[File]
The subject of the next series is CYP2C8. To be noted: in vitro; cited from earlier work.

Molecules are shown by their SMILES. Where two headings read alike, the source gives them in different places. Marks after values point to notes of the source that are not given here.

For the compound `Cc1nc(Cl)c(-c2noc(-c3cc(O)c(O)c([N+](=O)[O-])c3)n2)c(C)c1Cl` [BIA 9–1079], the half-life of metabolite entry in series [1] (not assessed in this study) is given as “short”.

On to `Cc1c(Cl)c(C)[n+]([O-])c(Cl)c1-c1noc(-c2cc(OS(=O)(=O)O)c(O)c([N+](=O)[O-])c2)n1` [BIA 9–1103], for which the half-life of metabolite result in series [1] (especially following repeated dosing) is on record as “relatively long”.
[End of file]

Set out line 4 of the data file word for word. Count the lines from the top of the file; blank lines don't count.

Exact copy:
On to `Cc1c(Cl)c(C)[n+]([O-])c(Cl)c1-c1noc(-c2cc(OS(=O)(=O)O)c(O)c([N+](=O)[O-])c2)n1` [BIA 9–1103], for which the half-life of metabolite result in series [1] (especially following repeated dosing) is on record as “relatively long”.